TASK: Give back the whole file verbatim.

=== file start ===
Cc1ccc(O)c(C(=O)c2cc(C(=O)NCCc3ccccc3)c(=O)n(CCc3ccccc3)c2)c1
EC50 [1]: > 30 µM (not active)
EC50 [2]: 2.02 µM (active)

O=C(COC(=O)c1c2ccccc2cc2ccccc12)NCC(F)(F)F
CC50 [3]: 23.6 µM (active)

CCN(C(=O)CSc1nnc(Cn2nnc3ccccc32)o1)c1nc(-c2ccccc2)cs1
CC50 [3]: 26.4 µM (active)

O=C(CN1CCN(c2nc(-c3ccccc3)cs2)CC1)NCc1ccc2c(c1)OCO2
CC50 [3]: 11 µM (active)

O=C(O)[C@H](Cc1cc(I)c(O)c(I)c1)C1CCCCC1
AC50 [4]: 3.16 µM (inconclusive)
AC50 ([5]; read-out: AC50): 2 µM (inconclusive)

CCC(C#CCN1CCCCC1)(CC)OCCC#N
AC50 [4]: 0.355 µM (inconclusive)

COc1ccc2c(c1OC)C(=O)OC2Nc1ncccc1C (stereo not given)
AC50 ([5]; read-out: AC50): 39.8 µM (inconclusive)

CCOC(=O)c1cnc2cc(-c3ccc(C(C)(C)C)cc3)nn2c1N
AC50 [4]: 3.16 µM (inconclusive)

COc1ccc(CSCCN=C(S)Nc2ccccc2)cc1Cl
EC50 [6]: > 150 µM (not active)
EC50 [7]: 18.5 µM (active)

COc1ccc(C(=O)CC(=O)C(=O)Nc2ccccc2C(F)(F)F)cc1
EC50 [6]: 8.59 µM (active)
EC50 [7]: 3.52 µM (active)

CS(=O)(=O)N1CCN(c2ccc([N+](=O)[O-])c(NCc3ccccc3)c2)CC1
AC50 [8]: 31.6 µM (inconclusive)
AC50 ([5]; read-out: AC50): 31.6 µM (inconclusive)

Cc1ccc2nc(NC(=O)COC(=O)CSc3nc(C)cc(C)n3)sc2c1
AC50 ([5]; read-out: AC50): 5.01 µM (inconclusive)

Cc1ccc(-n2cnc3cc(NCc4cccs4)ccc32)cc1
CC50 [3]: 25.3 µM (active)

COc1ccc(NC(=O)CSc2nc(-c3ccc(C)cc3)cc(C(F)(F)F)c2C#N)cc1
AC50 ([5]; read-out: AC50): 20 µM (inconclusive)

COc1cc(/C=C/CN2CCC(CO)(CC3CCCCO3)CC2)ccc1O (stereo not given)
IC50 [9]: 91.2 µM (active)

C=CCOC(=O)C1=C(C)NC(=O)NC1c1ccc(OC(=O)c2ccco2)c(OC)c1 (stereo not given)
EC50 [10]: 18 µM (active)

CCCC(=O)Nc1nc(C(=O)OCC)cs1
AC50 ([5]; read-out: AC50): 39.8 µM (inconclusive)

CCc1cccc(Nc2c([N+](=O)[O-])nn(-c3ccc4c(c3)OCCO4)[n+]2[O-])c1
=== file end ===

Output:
Cc1ccc(O)c(C(=O)c2cc(C(=O)NCCc3ccccc3)c(=O)n(CCc3ccccc3)c2)c1
EC50 [1]: > 30 µM (not active)
EC50 [2]: 2.02 µM (active)

O=C(COC(=O)c1c2ccccc2cc2ccccc12)NCC(F)(F)F
CC50 [3]: 23.6 µM (active)

CCN(C(=O)CSc1nnc(Cn2nnc3ccccc32)o1)c1nc(-c2ccccc2)cs1
CC50 [3]: 26.4 µM (active)

O=C(CN1CCN(c2nc(-c3ccccc3)cs2)CC1)NCc1ccc2c(c1)OCO2
CC50 [3]: 11 µM (active)

O=C(O)[C@H](Cc1cc(I)c(O)c(I)c1)C1CCCCC1
AC50 [4]: 3.16 µM (inconclusive)
AC50 ([5]; read-out: AC50): 2 µM (inconclusive)

CCC(C#CCN1CCCCC1)(CC)OCCC#N
AC50 [4]: 0.355 µM (inconclusive)

COc1ccc2c(c1OC)C(=O)OC2Nc1ncccc1C (stereo not given)
AC50 ([5]; read-out: AC50): 39.8 µM (inconclusive)

CCOC(=O)c1cnc2cc(-c3ccc(C(C)(C)C)cc3)nn2c1N
AC50 [4]: 3.16 µM (inconclusive)

COc1ccc(CSCCN=C(S)Nc2ccccc2)cc1Cl
EC50 [6]: > 150 µM (not active)
EC50 [7]: 18.5 µM (active)

COc1ccc(C(=O)CC(=O)C(=O)Nc2ccccc2C(F)(F)F)cc1
EC50 [6]: 8.59 µM (active)
EC50 [7]: 3.52 µM (active)

CS(=O)(=O)N1CCN(c2ccc([N+](=O)[O-])c(NCc3ccccc3)c2)CC1
AC50 [8]: 31.6 µM (inconclusive)
AC50 ([5]; read-out: AC50): 31.6 µM (inconclusive)

Cc1ccc2nc(NC(=O)COC(=O)CSc3nc(C)cc(C)n3)sc2c1
AC50 ([5]; read-out: AC50): 5.01 µM (inconclusive)

Cc1ccc(-n2cnc3cc(NCc4cccs4)ccc32)cc1
CC50 [3]: 25.3 µM (active)

COc1ccc(NC(=O)CSc2nc(-c3ccc(C)cc3)cc(C(F)(F)F)c2C#N)cc1
AC50 ([5]; read-out: AC50): 20 µM (inconclusive)

COc1cc(/C=C/CN2CCC(CO)(CC3CCCCO3)CC2)ccc1O (stereo not given)
IC50 [9]: 91.2 µM (active)

C=CCOC(=O)C1=C(C)NC(=O)NC1c1ccc(OC(=O)c2ccco2)c(OC)c1 (stereo not given)
EC50 [10]: 18 µM (active)

CCCC(=O)Nc1nc(C(=O)OCC)cs1
AC50 ([5]; read-out: AC50): 39.8 µM (inconclusive)

CCc1cccc(Nc2c([N+](=O)[O-])nn(-c3ccc4c(c3)OCCO4)[n+]2[O-])c1